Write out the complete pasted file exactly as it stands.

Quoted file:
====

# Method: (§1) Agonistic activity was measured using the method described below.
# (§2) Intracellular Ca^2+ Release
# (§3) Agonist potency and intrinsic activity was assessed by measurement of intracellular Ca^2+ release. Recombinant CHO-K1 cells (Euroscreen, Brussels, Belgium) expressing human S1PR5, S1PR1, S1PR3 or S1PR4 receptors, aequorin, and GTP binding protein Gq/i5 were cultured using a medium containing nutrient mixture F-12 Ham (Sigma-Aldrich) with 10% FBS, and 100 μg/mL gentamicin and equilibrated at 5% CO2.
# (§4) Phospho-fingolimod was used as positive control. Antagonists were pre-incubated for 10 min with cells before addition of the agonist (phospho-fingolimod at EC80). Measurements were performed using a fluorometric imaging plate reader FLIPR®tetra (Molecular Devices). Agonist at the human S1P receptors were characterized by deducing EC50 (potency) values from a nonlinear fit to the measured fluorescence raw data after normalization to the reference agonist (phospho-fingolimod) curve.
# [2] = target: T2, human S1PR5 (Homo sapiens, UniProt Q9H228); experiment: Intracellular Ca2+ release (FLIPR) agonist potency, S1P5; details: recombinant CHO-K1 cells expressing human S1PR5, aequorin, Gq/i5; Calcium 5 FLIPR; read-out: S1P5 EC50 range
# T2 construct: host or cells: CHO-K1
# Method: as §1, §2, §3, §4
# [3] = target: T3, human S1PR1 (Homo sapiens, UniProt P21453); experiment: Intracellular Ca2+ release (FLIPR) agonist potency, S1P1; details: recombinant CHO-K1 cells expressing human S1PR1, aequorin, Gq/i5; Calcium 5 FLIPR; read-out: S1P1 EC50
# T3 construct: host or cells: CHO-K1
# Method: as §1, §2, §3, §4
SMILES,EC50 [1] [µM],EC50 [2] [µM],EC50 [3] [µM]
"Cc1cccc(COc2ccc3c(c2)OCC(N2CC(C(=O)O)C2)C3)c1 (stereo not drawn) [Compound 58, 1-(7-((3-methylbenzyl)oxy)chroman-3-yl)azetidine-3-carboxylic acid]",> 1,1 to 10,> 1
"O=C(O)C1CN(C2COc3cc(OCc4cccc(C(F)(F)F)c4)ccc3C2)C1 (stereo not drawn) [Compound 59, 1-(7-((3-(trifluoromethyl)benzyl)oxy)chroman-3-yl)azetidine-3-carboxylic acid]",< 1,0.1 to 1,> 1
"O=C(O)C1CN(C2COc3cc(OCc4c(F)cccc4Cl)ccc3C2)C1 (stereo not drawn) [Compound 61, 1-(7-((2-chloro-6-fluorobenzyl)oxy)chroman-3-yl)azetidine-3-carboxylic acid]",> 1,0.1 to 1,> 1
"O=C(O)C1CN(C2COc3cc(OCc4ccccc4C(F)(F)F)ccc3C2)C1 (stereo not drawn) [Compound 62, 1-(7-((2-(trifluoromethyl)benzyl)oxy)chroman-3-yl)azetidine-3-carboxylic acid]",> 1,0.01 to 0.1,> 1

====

# Method: (§1) Agonistic activity was measured using the method described below.
# (§2) Intracellular Ca^2+ Release
# (§3) Agonist potency and intrinsic activity was assessed by measurement of intracellular Ca^2+ release. Recombinant CHO-K1 cells (Euroscreen, Brussels, Belgium) expressing human S1PR5, S1PR1, S1PR3 or S1PR4 receptors, aequorin, and GTP binding protein Gq/i5 were cultured using a medium containing nutrient mixture F-12 Ham (Sigma-Aldrich) with 10% FBS, and 100 μg/mL gentamicin and equilibrated at 5% CO2.
# (§4) Phospho-fingolimod was used as positive control. Antagonists were pre-incubated for 10 min with cells before addition of the agonist (phospho-fingolimod at EC80). Measurements were performed using a fluorometric imaging plate reader FLIPR®tetra (Molecular Devices). Agonist at the human S1P receptors were characterized by deducing EC50 (potency) values from a nonlinear fit to the measured fluorescence raw data after normalization to the reference agonist (phospho-fingolimod) curve.
# [2] = target: T2, human S1PR5 (Homo sapiens, UniProt Q9H228); experiment: Intracellular Ca2+ release (FLIPR) agonist potency, S1P5; details: recombinant CHO-K1 cells expressing human S1PR5, aequorin, Gq/i5; Calcium 5 FLIPR; read-out: S1P5 EC50 range
# T2 construct: host or cells: CHO-K1
# Method: as §1, §2, §3, §4
# [3] = target: T3, human S1PR1 (Homo sapiens, UniProt P21453); experiment: Intracellular Ca2+ release (FLIPR) agonist potency, S1P1; details: recombinant CHO-K1 cells expressing human S1PR1, aequorin, Gq/i5; Calcium 5 FLIPR; read-out: S1P1 EC50
# T3 construct: host or cells: CHO-K1
# Method: as §1, §2, §3, §4
SMILES,EC50 [1] [µM],EC50 [2] [µM],EC50 [3] [µM]
"Cc1cccc(COc2ccc3c(c2)OCC(N2CC(C(=O)O)C2)C3)c1 (stereo not drawn) [Compound 58, 1-(7-((3-methylbenzyl)oxy)chroman-3-yl)azetidine-3-carboxylic acid]",> 1,1 to 10,> 1
"O=C(O)C1CN(C2COc3cc(OCc4cccc(C(F)(F)F)c4)ccc3C2)C1 (stereo not drawn) [Compound 59, 1-(7-((3-(trifluoromethyl)benzyl)oxy)chroman-3-yl)azetidine-3-carboxylic acid]",< 1,0.1 to 1,> 1
"O=C(O)C1CN(C2COc3cc(OCc4c(F)cccc4Cl)ccc3C2)C1 (stereo not drawn) [Compound 61, 1-(7-((2-chloro-6-fluorobenzyl)oxy)chroman-3-yl)azetidine-3-carboxylic acid]",> 1,0.1 to 1,> 1
"O=C(O)C1CN(C2COc3cc(OCc4ccccc4C(F)(F)F)ccc3C2)C1 (stereo not drawn) [Compound 62, 1-(7-((2-(trifluoromethyl)benzyl)oxy)chroman-3-yl)azetidine-3-carboxylic acid]",> 1,0.01 to 0.1,> 1